Yes that part is true as well Kris, I wrote an article for the press register here in Mobile so perhaps it will get published. Here is the article in it's entirety
Motorcycle Legislation in Alabama
Happens by Accident
Motorcycles have always been popular in south Alabama and for good reason. They are inexpensive to a large degree, cheap to operate and fun to ride in a place where the riding season takes only the smallest of breaks. Our state government though believes in leaving motorcyclist alone when it comes to laws, no meaningful legislation regarding motorcycling has been passed since the early to mid nineties. That piece of legislation caused about 2 million drivers license holders in this state to earn a motorcycle endorsement even though they never intended to ride. This has the adverse affect of causing federal funds that may be directed to us to be lost because the motorcycle accident to licensed rider ratio is skewed since there are only about 126,000 registered motorcycles Alabama our neighbor to the southeast Florida have a little over 800,000 licensed riders and 650,000 registered motorcycles.
Speaking of licenses every driver in this state if they are new to driving must take both a written and a driving exam before you can be licensed, If they are a teen they must obtain a learners permit, unless you ride a motorcycle. If you ride a motorcycle you simply take a written test and ride off into the great intersection in the sky, oblivious to that truck that is about to run you over. A fellow rider friend of mine compared riding a motorcycle to flying a helicopter without leaving the ground, both hands and both feet must all function together, since he was an Army pilot during Vietnam, I figured he knew what he was taking about. Currently the state will accept course completion from a HS Drivers Ed course, but will not accept one from it’s own motorcycle safety program, even though the instructors are certified through a nationally recognized motorcycle safety organization. (MSF)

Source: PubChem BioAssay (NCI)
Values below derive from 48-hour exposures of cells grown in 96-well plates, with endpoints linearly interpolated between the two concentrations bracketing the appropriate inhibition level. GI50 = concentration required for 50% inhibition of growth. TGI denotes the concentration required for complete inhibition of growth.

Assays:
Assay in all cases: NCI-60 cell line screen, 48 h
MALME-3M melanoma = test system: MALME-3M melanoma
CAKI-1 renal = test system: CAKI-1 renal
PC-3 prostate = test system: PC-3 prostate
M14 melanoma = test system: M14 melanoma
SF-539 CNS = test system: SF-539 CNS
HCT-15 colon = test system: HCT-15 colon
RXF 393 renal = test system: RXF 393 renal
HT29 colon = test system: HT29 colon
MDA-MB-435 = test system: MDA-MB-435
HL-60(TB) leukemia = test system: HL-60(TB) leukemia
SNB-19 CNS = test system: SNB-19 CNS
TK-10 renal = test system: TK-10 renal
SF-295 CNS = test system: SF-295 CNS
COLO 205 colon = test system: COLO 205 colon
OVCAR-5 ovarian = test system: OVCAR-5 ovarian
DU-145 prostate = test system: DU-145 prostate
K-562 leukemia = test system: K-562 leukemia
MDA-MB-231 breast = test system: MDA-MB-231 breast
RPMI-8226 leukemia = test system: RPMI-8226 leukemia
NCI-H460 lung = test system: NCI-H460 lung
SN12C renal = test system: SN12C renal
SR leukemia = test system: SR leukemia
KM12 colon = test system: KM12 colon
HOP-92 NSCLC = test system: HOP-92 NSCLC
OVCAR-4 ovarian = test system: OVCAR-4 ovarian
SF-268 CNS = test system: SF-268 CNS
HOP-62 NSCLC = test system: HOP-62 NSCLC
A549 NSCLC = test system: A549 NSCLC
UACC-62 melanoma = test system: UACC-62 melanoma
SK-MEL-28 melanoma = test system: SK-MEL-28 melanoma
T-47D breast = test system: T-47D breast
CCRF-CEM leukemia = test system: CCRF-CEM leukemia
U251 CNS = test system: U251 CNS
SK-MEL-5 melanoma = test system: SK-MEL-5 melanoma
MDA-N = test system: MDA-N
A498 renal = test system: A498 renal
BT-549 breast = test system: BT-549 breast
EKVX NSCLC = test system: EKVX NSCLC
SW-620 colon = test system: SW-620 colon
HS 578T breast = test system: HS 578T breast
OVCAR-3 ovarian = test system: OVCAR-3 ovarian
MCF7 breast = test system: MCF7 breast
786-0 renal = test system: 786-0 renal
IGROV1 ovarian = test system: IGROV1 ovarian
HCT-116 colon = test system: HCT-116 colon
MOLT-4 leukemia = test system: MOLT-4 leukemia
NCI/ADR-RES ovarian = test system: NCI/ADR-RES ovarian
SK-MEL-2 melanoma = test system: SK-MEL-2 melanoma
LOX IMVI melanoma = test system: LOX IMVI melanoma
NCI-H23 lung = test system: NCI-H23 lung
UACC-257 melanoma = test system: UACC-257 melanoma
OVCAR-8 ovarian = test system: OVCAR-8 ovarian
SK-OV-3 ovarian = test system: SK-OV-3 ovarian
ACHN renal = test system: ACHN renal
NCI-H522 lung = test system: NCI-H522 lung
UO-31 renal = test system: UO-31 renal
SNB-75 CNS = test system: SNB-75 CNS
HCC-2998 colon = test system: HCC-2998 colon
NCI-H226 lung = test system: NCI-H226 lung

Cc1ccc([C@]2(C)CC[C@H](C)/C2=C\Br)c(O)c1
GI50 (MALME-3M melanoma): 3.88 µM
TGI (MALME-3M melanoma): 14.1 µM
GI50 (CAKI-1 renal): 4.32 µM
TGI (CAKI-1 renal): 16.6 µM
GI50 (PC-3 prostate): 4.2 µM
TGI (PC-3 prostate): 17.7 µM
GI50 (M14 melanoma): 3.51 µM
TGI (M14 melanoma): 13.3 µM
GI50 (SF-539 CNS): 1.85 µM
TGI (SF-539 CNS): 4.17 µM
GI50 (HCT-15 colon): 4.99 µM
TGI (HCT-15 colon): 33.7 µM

Helmet law in Alabama occurred in 1967 and has not progressed much more than that although there was new legislation passed in 1980 requiring motorcyclist to follow the code written in 1967 fun stuff huh? Oh yes the Director of Public Safety shall publish lists of all protective headgear which have been approved by him or her according to the code of Alabama and try as I may I can not find this.
Tax, tax, tax today we hear it more and more and we hear politicians promise no new taxes only to hide them in legislation in other ways or forms. If you own a motorcycle in Alabama thanks to legislation passed in the early 80’s you pay 5% higher rate for your tag than you do for your car, motorcycle owners who have been riding for any length of time know this and have tried unsuccessfully to get us placed into the same category as cars. Motorcycles after all take up less space on the road have a smaller footprint than most cars, pays the same amount of tax on gasoline at the pump as car drivers do.
The State Safety Coordinating Committee was established in 1965 the membership in this group is varied but has the Governor as chair, the Director of Public Safety, the Director of the State Department of Transportation among others and a person appointed by the Governor for a term of four years from the state at-large. These people could effect legislation for motorcyclist, but feel an antiquated helmet law is all we need. Things such as motorcycle rider education and Motorcycle Awareness campaigns have not been addressed or likely to be considering the groups current feeling for motorcyclist.
Dixie ABATE (American Bikers Aimed Toward Education) of Alabama was formed in 2009 and is a motorcyclists' rights organization dedicated to preserving individual freedom and promoting safety. We fully support rider training, including safety and educational programs, as well as motorcycle awareness education for all automobile drivers for more info www.dixieabate.org
Is a Member of Dixie ABATE
MSF Rider Coach with the Alabama Motorcycle Safety Program